Spice in­gre­di­ent is able to boost your mem­ory, say ex­perts

Daily Express - - FRONT PAGE - By Giles Sheldrick

A CURRY spice could help stop the on­set of dementia, re­search sug­gests.

Cur­cumin, a won­der in­gre­di­ent used in In­dian food, has been shown to im­prove mem­ory and mood in older peo­ple.

Break­through tests in the US show twice-aday sup­ple­ments boosted brain power in the over 50s, lead­ing sci­en­tists to spec­u­late that it could be­come an im­por­tant weapon in the fight against Alzheimer’s.

Pro­fes­sor Gary Small, direc­tor of geri­atric psy­chi­a­try at the Univer­sity of Cal­i­for­nia, said: “Th­ese re­sults sug­gest tak­ing this rel­a­tively safe form of cur­cumin could pro­vide mean­ing­ful cog­ni­tive ben­e­fits over the years.”

He added: “Ex­actly how cur­cumin ex­erts its ef­fects is not cer­tain but it may be due to its abil­ity to re­duce brain in­flam­ma­tion, which has been linked to both Alzheimer’s and ma­jor de­pres­sion.”

Cur­cumin is found in turmeric, which gives curry its dis­tinc­tive yel­low colour, and is used as a food flavour­ing, preser­va­tive and herbal

rem­edy for arthri­tis, can­cer and heart dis­eases. Re­searchers think its anti-in­flam­ma­tory and an­tiox­i­dant prop­er­ties could be har­nessed to pro­vide pro­tec­tion from the toxic pro­teins that are hall­marks of in­cur­able brain wast­ing ill­nesses.

The lat­est study in­volved 40 adults aged be­tween 50 and 90 with mild mem­ory prob­lems. Each was ran­domly as­signed to re­ceive a placebo or 90mg of cur­cumin twice a day for 18 months. All re­ceived stan­dard cog­ni­tive as­sess­ments at the start and then six-month in­ter­vals. Thirty un­der­went positron emis­sion to­mog­ra­phy [PET] scans which show the build up of two abnormal pro­teins: Amy­loid beta and tau.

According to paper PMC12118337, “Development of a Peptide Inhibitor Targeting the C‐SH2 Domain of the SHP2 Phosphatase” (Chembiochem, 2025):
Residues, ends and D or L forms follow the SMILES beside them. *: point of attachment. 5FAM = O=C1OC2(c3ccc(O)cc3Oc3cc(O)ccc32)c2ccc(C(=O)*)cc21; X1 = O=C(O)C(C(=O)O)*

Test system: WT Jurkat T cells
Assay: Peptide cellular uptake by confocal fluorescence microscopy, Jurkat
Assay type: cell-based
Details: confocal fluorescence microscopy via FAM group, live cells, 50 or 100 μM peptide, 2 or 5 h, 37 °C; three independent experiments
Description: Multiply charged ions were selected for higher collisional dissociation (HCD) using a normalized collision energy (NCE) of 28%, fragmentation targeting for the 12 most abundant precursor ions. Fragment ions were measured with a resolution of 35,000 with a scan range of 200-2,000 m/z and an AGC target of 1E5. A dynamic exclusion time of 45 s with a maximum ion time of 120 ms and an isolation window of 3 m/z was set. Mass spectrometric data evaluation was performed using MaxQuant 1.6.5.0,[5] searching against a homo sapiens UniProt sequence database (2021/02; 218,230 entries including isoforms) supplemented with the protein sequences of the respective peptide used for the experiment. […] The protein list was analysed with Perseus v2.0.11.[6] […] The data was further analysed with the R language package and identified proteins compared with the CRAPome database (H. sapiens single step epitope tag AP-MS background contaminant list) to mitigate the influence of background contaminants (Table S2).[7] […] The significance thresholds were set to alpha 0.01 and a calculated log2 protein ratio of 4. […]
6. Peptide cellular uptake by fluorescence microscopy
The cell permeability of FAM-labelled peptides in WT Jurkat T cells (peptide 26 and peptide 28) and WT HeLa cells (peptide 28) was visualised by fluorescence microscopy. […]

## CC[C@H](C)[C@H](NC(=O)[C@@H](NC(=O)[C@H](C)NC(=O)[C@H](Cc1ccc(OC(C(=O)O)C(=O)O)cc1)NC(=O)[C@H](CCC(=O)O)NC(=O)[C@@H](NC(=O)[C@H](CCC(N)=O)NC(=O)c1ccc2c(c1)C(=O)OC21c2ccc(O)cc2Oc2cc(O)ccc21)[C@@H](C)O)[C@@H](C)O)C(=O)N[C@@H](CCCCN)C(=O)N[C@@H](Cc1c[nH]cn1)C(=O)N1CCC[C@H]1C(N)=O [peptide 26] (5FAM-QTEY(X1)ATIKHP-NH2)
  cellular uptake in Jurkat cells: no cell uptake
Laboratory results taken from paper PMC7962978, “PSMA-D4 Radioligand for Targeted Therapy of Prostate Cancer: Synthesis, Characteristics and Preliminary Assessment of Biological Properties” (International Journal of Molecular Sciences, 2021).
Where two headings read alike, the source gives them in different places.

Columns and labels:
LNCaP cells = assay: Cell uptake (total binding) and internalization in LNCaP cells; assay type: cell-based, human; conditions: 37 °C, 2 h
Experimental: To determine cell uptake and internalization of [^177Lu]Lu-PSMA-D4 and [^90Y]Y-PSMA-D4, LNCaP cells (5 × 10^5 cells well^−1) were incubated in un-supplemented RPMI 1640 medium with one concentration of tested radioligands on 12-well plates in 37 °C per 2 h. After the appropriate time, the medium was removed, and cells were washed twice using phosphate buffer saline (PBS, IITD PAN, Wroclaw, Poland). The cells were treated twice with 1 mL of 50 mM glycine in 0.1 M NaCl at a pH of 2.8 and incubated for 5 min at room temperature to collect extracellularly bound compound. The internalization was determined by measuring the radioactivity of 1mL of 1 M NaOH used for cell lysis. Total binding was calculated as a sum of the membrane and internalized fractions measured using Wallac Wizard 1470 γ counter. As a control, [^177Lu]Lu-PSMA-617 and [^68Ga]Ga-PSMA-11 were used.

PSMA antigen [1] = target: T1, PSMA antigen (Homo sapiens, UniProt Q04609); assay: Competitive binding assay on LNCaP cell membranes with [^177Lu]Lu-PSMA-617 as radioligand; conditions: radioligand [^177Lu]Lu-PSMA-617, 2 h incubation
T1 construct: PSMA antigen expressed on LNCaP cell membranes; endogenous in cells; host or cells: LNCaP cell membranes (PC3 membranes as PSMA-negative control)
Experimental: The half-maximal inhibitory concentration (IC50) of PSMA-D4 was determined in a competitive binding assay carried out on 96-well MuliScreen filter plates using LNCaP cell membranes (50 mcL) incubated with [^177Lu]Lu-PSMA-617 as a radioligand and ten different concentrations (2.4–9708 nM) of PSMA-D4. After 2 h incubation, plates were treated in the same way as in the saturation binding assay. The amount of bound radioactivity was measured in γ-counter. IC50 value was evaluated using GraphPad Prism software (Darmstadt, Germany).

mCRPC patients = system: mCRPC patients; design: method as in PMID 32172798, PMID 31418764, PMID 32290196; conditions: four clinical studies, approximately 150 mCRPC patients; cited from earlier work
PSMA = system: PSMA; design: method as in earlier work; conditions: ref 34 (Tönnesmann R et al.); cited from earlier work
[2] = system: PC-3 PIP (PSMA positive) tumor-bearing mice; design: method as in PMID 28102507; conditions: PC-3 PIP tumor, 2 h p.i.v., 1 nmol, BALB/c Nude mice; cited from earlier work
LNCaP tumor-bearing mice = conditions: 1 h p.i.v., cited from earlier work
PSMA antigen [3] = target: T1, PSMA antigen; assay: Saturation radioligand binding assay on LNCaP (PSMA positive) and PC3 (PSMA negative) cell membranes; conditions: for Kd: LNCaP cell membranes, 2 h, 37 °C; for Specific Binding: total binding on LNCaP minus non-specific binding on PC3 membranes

Those tak­ing the cur­cumin sup­ple­ment, known as Ther­acur­min, saw their per­for­mance in mem­ory tests im­prove by 28 per cent over the course of the study, while those re­ceiv­ing a placebo did not.

They also showed mild im­prove­ments in mood, while scans re­vealed sig­nif­i­cantly less ac­cu­mu­la­tion of amy­loid and tau in re­gions of the brain con­trol­ling sev­eral vi­tal mem­ory and emo­tional func­tions. The re­sults are so en­cour­ag­ing sci­en­tists now plan a larger fol­low-up study.

The spice has been sug­gested as one rea­son older peo­ple in In­dia, where cur­cumin is a di­etary sta­ple, have lower rates of Alzheimer’s and bet­ter men­tal func­tion.

Prof Small, whose find­ings are pub­lished in the Amer­i­can Jour­nal of Geri­atric Psy­chi­a­try, added: “Stud­ies in­di­cate a lower preva­lence of Alzheimer’s in In­dian peo­ple who con­sume cur­cumin in curry.”

Dr Sara Imari­sio, of Alzheimer’s Re­search UK, said: “Pre­vi­ous re­search has linked cur­cumin to mem­ory and think­ing ben­e­fits and while it’s pos­i­tive to see stud­ies mov­ing into peo­ple, this re­la­tion­ship is by no means con­clu­sive. Many nat­u­ral prod­ucts have been linked to health ben­e­fits, but it’s im­por­tant for such ap­proaches to be prop­erly tested be­fore they’re rec­om­mended to treat a par­tic­u­lar con­di­tion or health con­cern.”

Dementia ac­counted for 12 per cent of all fa­tal­i­ties in Eng­land and Wales in 2016 – 62,948 deaths.

It was the lead­ing cause of death for both men and women aged 80 and over and is caused by changes in nerve cells in the brain, which lead to a break­down in men­tal func­tion. Tell­tale symp­toms in­clude mem­ory loss, con­fused think­ing and dif­fi­cul­ties with speech.

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